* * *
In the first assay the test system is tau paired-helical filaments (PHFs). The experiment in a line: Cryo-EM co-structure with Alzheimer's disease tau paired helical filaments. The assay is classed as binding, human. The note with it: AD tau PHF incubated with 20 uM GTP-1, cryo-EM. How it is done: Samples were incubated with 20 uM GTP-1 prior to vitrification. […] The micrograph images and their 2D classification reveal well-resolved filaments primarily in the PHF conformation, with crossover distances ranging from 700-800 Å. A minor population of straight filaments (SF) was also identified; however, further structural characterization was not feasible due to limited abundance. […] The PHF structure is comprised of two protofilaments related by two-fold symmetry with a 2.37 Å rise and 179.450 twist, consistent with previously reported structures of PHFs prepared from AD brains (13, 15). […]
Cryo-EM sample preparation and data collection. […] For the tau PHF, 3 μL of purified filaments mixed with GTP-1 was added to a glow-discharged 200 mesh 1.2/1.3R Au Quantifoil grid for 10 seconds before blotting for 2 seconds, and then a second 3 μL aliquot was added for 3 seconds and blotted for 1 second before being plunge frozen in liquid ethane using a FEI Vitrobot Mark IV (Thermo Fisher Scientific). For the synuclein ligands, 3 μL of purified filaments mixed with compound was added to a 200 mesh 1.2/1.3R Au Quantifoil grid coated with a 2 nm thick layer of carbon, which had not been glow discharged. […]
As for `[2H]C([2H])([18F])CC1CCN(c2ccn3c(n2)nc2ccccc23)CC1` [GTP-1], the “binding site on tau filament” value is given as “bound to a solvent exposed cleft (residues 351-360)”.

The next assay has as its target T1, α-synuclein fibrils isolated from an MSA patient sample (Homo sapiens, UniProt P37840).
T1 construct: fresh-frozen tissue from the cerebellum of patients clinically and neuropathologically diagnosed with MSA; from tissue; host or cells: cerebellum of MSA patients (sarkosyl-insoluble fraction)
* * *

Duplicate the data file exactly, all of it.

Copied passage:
In the first assay the test system is tau paired-helical filaments (PHFs). The experiment in a line: Cryo-EM co-structure with Alzheimer's disease tau paired helical filaments. The assay is classed as binding, human. The note with it: AD tau PHF incubated with 20 uM GTP-1, cryo-EM. How it is done: Samples were incubated with 20 uM GTP-1 prior to vitrification. […] The micrograph images and their 2D classification reveal well-resolved filaments primarily in the PHF conformation, with crossover distances ranging from 700-800 Å. A minor population of straight filaments (SF) was also identified; however, further structural characterization was not feasible due to limited abundance. […] The PHF structure is comprised of two protofilaments related by two-fold symmetry with a 2.37 Å rise and 179.450 twist, consistent with previously reported structures of PHFs prepared from AD brains (13, 15). […]
Cryo-EM sample preparation and data collection. […] For the tau PHF, 3 μL of purified filaments mixed with GTP-1 was added to a glow-discharged 200 mesh 1.2/1.3R Au Quantifoil grid for 10 seconds before blotting for 2 seconds, and then a second 3 μL aliquot was added for 3 seconds and blotted for 1 second before being plunge frozen in liquid ethane using a FEI Vitrobot Mark IV (Thermo Fisher Scientific). For the synuclein ligands, 3 μL of purified filaments mixed with compound was added to a 200 mesh 1.2/1.3R Au Quantifoil grid coated with a 2 nm thick layer of carbon, which had not been glow discharged. […]
As for `[2H]C([2H])([18F])CC1CCN(c2ccn3c(n2)nc2ccccc23)CC1` [GTP-1], the “binding site on tau filament” value is given as “bound to a solvent exposed cleft (residues 351-360)”.

The next assay has as its target T1, α-synuclein fibrils isolated from an MSA patient sample (Homo sapiens, UniProt P37840).
T1 construct: fresh-frozen tissue from the cerebellum of patients clinically and neuropathologically diagnosed with MSA; from tissue; host or cells: cerebellum of MSA patients (sarkosyl-insoluble fraction)